CAPECANAVERAL, Fla. - Launch countdown proceedings are going smoothly for theplanned Thursday liftoff of NASA's spaceshuttle Discovery.
"Oursystems are currently in great shape," said NASA test director StevenPayne in a status briefing here at the Kennedy Space Center. "Countdown isprogressing and we have no issue of consequence."
Thursday's plannedspace shot is set to commence at 9:35:47 p.m. EST (0235:47 Dec. 8 GMT). It willmark NASA's third shuttle launch this year and the agency's first night launchsince 2002. The shuttle's bright engine plume shouldbe visible to skywatchers along the eastern United States, weatherpermitting. [Click herefor a viewing map.]
The weatherforecast for launch day dipped slightly this morning in response to a coldfront that moved through Central Florida yesterday, but still stands at a 70percent chance of favorable flight conditions. Weather conditions are expectedto degrade significantly to 40 percent if Discovery's launch is delayed untilFriday or Saturday.
"Overall,the first day is the best day weather-wise," said NASA shuttle weatherofficer Kathy Winters. "Our main concern will be the ceiling on launch dayand winds the following two days."
The launchwindow currently runs from Dec. 7 to 17, but extensions are possible if shuttlemission managers approve Discovery for flight over the end-of-yearrollover.
"Someof the computers handle the New Year in a [different] way," Payneexplained. "Some of them go to Day 366 and some go to Day 1, so itrequires a reboot in order to get them all to talk to each other and besynchronized. Our preference is not to have to do that, but it's not ashowstopper."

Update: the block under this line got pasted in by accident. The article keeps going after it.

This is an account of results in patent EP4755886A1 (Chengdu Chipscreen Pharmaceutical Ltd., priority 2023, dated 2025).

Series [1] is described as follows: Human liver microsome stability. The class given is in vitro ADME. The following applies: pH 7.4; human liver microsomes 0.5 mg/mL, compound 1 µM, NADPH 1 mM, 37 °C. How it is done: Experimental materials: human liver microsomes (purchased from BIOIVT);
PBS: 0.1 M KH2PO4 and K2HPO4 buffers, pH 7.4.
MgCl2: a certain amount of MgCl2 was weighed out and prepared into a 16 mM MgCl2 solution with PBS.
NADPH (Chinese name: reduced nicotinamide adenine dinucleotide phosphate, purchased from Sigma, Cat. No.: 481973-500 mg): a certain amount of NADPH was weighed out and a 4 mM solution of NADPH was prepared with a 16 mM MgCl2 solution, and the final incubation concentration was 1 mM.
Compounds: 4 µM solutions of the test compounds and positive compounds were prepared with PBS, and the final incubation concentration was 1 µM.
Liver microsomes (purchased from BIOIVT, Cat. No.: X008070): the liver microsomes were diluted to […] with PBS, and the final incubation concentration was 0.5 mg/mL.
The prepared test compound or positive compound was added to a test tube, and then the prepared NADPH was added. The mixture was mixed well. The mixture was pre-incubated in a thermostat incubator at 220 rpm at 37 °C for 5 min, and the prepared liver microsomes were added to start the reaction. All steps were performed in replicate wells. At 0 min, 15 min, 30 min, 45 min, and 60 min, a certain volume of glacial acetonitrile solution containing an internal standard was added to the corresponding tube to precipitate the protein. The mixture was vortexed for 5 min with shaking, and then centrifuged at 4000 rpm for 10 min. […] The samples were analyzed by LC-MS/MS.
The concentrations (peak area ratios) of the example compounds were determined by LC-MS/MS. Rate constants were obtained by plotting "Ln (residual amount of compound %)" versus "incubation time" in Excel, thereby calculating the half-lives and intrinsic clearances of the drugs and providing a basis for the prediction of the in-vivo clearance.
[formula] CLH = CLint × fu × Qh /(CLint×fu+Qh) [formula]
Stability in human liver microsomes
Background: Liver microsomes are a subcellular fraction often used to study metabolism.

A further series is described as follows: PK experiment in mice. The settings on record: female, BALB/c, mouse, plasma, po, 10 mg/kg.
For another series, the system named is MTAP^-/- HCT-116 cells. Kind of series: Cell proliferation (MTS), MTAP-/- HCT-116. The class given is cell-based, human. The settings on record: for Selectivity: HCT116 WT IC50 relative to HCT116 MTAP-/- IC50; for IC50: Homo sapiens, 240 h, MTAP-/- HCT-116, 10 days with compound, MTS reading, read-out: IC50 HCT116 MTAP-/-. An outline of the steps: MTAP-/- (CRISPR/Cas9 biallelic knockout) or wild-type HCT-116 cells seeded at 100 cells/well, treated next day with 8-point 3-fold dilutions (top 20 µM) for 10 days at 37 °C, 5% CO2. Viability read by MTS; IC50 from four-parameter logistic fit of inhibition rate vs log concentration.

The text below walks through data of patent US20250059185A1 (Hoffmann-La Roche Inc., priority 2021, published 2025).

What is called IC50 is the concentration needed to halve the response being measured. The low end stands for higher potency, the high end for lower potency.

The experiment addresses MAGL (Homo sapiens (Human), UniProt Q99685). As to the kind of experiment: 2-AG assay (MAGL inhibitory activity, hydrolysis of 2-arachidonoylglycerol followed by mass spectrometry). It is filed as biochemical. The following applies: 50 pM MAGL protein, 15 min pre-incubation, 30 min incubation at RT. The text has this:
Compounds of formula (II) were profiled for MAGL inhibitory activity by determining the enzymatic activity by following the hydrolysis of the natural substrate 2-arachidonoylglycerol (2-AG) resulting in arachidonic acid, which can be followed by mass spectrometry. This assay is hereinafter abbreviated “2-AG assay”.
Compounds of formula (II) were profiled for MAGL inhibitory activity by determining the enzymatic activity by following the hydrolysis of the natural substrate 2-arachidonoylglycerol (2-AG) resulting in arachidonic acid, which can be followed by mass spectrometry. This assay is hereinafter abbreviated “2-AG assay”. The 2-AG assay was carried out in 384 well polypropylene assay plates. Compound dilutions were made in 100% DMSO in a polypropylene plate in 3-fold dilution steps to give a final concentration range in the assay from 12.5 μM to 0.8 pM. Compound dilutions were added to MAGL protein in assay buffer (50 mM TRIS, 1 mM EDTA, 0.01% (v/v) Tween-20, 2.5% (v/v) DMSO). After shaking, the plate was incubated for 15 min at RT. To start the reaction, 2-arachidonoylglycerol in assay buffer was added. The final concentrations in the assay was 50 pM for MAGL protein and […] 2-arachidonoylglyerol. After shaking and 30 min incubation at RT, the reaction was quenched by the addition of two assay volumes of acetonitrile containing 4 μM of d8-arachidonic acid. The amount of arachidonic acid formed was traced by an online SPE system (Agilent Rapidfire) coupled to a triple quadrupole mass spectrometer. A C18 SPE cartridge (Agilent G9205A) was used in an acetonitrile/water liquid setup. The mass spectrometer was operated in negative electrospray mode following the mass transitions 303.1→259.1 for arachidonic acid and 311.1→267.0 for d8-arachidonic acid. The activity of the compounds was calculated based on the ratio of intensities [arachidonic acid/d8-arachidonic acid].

Led by commanderMark Polanksy, the five-man, two-woman crewof STS-116 arrived here at Kennedy Space Center (KSC) Sunday afternoon andcountdown clocks for the launch began ticking at 11:00 p.m. Monday night (0400Dec. 6 GMT). The astronauts are performing a series of spacesuit fittings, medicalchecks and going over their orbiter and payload systems today, NASA officialssaid.
The STS-116crew is tasked with rewiringthe electrical grid of the ISS and delivering a new $11million portside piece of the orbital laboratory. Mission specialists SunitaWilliams will also relieve ESA astronaut ThomasReiter who has been aboard the station since July.
A built-in four-hourhold is scheduled for 3:00 p.m. EST (2000 GMT) today. The countdown will pickup again at 7:00 p.m. EST (0000 Dec. 7 GMT). Among the day's scheduled tasks aresome checks of the small explosive devices designed to separate the shuttlefrom its mobile launch pad, and the loading of cryogenic fuel that powersDiscovery's fuel cells.
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Ker Than is a science writer and children's book author who joined Space.com as a Staff Writer from 2005 to 2007. Ker covered astronomy and human spaceflight while at Space.com, including space shuttle launches, and has authored three science books for kids about earthquakes, stars and black holes. Ker's work has also appeared in National Geographic, Nature News, New Scientist and Sky & Telescope, among others. He earned a bachelor's degree in biology from UC Irvine and a master's degree in science journalism from New York University. Ker is currently the Director of Science Communications at Stanford University.